Monday, April 2, 2012

Housing News Digest, April 2

Construction Spending in U.S. Unexpectedly Declined in February
Construction spending in the U.S. unexpectedly fell in February, reflecting broad-based declines that indicate the building industry will take time to stabilize.

The 1.1 percent decrease, the biggest in seven months, followed a revised 0.8 percent retreat in January that was larger than previously estimated, Commerce Department figures showed today in Washington. The median estimate of 45 economists surveyed by Bloomberg News called for a 0.6 percent increase.

Weld County targets makeshift housing for oil, gas workers

GREELEY — Weld County officials are not happy that an impromptu "man camp" has emerged just east of Greeley, saying the conglomeration of trailers and campers housing oil and gas workers is posing health and safety problems.

"We are not interested in any land use that creates a man camp," said County Commission Chairman Sean Conway. "To be clear, we do not allow man camps in Weld County."

Report: Economy in Colorado, Utah and Wyoming strong

For the 29th straight month, the overall index for the Mountain States region, a leading economic indicator for the three-state area of Colorado, Utah and Wyoming, advanced above the neutral 50.0 , exports from the region bolstering the index.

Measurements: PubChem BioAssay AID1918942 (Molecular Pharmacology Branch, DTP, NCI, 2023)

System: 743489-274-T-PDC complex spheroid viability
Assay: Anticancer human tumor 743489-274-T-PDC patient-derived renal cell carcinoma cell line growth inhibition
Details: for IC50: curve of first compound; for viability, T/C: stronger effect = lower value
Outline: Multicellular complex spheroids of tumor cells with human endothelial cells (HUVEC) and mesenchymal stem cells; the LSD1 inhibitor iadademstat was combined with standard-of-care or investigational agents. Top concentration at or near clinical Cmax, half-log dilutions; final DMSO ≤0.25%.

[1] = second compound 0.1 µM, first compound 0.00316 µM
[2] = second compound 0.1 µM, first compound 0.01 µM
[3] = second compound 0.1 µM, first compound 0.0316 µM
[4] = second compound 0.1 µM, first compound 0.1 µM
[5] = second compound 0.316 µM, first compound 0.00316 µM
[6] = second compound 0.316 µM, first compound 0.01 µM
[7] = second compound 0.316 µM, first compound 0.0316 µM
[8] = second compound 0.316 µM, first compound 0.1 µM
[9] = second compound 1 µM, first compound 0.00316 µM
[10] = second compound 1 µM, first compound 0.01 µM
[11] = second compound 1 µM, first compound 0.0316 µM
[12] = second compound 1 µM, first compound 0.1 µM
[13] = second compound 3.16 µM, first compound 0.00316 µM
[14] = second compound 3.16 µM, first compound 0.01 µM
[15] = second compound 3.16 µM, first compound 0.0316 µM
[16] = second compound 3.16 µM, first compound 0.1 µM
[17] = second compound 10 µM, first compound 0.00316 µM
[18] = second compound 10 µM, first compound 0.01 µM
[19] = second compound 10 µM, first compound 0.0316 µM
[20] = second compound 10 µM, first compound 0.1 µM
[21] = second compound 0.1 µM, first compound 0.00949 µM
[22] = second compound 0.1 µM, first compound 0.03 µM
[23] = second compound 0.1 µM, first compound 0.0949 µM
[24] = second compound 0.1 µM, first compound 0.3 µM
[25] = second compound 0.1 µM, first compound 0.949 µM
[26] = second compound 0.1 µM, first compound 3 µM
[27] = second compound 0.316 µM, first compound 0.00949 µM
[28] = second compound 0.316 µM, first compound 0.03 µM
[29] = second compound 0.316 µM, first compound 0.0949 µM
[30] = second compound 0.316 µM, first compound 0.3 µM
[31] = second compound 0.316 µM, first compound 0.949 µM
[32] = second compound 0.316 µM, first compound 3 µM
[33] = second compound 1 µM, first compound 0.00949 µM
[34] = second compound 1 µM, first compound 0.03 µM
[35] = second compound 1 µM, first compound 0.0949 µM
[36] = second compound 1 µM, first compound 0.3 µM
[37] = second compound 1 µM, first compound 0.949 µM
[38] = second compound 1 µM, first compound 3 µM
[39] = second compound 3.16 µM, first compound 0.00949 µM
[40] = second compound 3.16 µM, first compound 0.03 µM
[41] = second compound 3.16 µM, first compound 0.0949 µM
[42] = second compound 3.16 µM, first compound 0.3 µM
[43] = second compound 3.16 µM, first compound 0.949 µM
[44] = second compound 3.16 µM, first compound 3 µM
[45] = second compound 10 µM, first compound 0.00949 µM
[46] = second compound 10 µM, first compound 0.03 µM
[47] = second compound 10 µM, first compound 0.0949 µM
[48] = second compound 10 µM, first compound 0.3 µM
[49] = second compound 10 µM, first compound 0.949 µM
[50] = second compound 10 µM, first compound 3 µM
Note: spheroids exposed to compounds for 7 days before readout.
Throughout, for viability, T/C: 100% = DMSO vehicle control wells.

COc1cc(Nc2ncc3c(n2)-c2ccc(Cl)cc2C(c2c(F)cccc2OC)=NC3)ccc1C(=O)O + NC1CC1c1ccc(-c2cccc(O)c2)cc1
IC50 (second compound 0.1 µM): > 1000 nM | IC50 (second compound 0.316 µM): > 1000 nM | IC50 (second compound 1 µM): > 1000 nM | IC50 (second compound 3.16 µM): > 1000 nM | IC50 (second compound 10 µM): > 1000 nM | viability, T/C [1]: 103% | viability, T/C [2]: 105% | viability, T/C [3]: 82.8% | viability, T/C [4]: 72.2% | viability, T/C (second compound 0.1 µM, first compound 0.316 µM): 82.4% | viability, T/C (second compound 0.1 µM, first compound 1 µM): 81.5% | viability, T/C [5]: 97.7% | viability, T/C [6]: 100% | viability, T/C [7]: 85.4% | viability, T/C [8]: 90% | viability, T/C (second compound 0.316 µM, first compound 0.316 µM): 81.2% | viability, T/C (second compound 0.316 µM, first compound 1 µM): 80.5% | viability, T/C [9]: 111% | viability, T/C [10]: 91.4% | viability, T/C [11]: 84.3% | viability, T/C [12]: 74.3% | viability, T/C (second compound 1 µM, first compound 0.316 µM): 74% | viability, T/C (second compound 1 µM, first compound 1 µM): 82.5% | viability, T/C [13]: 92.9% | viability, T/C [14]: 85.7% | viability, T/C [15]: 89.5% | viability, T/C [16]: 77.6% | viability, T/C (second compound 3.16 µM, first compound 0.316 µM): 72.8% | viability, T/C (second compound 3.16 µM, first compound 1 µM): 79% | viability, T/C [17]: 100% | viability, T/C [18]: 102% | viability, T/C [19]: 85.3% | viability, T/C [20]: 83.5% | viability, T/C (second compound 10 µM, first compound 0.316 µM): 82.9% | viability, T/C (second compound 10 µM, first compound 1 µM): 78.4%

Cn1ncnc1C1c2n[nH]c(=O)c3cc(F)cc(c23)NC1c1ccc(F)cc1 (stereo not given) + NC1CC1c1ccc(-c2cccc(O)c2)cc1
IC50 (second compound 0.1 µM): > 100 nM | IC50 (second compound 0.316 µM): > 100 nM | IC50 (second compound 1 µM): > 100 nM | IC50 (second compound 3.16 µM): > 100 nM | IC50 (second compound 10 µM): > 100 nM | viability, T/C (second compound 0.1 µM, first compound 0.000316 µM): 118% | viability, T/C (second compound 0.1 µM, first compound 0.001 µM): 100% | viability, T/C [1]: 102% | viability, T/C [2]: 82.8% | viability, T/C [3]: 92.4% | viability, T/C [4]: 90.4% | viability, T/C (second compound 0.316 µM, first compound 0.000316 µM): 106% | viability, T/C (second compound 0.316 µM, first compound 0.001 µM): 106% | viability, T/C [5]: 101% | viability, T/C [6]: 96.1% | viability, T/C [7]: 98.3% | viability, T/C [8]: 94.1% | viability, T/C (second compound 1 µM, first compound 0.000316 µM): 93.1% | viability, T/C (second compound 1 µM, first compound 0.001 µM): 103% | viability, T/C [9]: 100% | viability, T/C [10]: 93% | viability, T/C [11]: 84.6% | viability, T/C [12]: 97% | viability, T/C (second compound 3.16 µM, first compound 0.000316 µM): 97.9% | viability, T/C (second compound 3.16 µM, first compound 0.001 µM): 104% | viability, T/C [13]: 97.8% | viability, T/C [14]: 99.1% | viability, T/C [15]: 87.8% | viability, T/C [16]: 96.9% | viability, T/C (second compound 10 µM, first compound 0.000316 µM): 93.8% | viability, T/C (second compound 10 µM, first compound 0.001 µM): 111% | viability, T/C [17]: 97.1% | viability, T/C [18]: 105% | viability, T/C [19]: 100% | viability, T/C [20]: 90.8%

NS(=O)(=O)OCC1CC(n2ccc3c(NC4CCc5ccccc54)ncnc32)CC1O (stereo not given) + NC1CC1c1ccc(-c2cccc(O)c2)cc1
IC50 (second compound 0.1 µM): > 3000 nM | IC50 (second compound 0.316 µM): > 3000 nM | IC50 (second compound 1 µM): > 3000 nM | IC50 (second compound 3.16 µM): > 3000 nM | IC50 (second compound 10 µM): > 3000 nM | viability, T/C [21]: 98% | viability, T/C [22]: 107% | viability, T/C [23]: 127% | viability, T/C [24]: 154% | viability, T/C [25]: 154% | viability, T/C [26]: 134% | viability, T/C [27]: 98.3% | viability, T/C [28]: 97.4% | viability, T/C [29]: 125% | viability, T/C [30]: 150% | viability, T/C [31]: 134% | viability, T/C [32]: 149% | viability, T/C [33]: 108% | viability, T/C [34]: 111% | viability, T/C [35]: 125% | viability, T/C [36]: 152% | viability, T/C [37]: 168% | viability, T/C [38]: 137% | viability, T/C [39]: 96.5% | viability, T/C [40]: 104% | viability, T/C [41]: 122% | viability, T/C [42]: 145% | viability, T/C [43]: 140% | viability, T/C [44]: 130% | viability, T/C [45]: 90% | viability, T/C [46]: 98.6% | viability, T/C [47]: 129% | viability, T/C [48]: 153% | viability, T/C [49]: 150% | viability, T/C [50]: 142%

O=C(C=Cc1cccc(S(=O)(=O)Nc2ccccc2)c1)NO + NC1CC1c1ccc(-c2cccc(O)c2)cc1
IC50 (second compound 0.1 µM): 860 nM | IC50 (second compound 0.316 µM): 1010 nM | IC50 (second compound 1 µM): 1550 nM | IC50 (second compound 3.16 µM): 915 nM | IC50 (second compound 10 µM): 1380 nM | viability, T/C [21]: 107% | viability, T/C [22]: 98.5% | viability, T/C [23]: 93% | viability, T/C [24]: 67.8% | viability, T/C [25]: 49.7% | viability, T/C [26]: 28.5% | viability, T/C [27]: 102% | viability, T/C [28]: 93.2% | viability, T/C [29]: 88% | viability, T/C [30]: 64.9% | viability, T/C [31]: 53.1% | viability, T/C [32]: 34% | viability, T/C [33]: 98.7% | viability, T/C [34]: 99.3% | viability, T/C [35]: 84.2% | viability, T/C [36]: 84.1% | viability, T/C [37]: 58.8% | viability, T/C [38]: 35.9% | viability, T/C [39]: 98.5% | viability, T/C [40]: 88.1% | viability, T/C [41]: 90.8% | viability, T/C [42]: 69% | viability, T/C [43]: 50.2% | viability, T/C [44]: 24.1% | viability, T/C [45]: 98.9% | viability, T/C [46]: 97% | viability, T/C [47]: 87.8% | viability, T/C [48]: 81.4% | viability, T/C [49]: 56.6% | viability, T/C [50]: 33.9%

The overall index, the Business Conditions Index, which ranges between 0 and 100, was 62.6, according to the Goss Institute for Economic Research which conducted the March survey for Supply Management Institutes in the three states.

Private mortgage modifications drop 20% in February
Mortgage servicers completed 20% fewer modifications through private programs in February than the month before, according to the Hope Now alliance.

Roughly 44,500 home loans were modified in February, down from 55,700 in January. Workouts also declined 28% from the nearly 61,000 private mods completed in February 2011, according to Hope Now, an alliance of mortgage servicers, investors and housing counselors.

Expectations rising for housing market's spring season

The spring home-selling season could be the strongest in years and may foreshadow which markets will lead a battered housing industry in an anemic recovery, economists say.

"This spring will be the litmus test for housing demand," says Steven Ricchiuto, chief economist for Mizuho Securities USA.

The spring season typically runs March through June but may have started early this year because of unseasonably warm weather.